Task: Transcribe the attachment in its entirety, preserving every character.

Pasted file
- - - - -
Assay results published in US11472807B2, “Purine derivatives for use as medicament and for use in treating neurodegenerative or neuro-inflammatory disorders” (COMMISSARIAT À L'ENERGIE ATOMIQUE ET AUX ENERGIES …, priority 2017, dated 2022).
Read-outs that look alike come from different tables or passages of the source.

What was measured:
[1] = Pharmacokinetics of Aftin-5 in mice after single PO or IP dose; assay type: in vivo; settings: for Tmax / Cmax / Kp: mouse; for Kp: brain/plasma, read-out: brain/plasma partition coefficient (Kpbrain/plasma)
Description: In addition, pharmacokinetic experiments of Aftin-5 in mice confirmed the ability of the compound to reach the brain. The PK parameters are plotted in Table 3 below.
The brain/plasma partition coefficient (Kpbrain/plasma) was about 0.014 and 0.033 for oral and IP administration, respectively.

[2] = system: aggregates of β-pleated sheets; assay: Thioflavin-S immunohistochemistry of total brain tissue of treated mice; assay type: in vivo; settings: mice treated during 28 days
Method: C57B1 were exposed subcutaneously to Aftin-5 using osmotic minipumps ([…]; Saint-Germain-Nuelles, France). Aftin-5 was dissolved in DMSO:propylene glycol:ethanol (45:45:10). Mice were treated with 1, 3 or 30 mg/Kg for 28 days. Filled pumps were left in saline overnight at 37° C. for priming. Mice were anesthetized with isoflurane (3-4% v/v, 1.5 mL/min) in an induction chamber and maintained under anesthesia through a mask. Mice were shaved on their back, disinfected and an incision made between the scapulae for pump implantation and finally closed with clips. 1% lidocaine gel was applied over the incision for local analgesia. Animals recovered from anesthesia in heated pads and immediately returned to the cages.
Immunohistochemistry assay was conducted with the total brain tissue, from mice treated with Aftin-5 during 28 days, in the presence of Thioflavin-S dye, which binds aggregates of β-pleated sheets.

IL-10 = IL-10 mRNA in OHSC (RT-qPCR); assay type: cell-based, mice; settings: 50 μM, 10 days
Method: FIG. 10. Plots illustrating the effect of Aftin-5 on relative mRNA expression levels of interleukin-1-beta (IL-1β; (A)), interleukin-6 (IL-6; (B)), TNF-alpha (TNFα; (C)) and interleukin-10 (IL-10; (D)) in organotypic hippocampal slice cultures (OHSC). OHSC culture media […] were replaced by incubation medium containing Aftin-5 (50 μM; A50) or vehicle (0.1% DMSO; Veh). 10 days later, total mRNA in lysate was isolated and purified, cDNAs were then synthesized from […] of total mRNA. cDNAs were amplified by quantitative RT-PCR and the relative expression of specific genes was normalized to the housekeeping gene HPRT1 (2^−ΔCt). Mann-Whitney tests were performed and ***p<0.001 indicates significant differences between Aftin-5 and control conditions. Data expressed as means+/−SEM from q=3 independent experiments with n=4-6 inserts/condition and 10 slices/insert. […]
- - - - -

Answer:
Assay results published in US11472807B2, “Purine derivatives for use as medicament and for use in treating neurodegenerative or neuro-inflammatory disorders” (COMMISSARIAT À L'ENERGIE ATOMIQUE ET AUX ENERGIES …, priority 2017, dated 2022).
Read-outs that look alike come from different tables or passages of the source.

What was measured:
[1] = Pharmacokinetics of Aftin-5 in mice after single PO or IP dose; assay type: in vivo; settings: for Tmax / Cmax / Kp: mouse; for Kp: brain/plasma, read-out: brain/plasma partition coefficient (Kpbrain/plasma)
Description: In addition, pharmacokinetic experiments of Aftin-5 in mice confirmed the ability of the compound to reach the brain. The PK parameters are plotted in Table 3 below.
The brain/plasma partition coefficient (Kpbrain/plasma) was about 0.014 and 0.033 for oral and IP administration, respectively.

[2] = system: aggregates of β-pleated sheets; assay: Thioflavin-S immunohistochemistry of total brain tissue of treated mice; assay type: in vivo; settings: mice treated during 28 days
Method: C57B1 were exposed subcutaneously to Aftin-5 using osmotic minipumps ([…]; Saint-Germain-Nuelles, France). Aftin-5 was dissolved in DMSO:propylene glycol:ethanol (45:45:10). Mice were treated with 1, 3 or 30 mg/Kg for 28 days. Filled pumps were left in saline overnight at 37° C. for priming. Mice were anesthetized with isoflurane (3-4% v/v, 1.5 mL/min) in an induction chamber and maintained under anesthesia through a mask. Mice were shaved on their back, disinfected and an incision made between the scapulae for pump implantation and finally closed with clips. 1% lidocaine gel was applied over the incision for local analgesia. Animals recovered from anesthesia in heated pads and immediately returned to the cages.
Immunohistochemistry assay was conducted with the total brain tissue, from mice treated with Aftin-5 during 28 days, in the presence of Thioflavin-S dye, which binds aggregates of β-pleated sheets.

IL-10 = IL-10 mRNA in OHSC (RT-qPCR); assay type: cell-based, mice; settings: 50 μM, 10 days
Method: FIG. 10. Plots illustrating the effect of Aftin-5 on relative mRNA expression levels of interleukin-1-beta (IL-1β; (A)), interleukin-6 (IL-6; (B)), TNF-alpha (TNFα; (C)) and interleukin-10 (IL-10; (D)) in organotypic hippocampal slice cultures (OHSC). OHSC culture media […] were replaced by incubation medium containing Aftin-5 (50 μM; A50) or vehicle (0.1% DMSO; Veh). 10 days later, total mRNA in lysate was isolated and purified, cDNAs were then synthesized from […] of total mRNA. cDNAs were amplified by quantitative RT-PCR and the relative expression of specific genes was normalized to the housekeeping gene HPRT1 (2^−ΔCt). Mann-Whitney tests were performed and ***p<0.001 indicates significant differences between Aftin-5 and control conditions. Data expressed as means+/−SEM from q=3 independent experiments with n=4-6 inserts/condition and 10 slices/insert. […]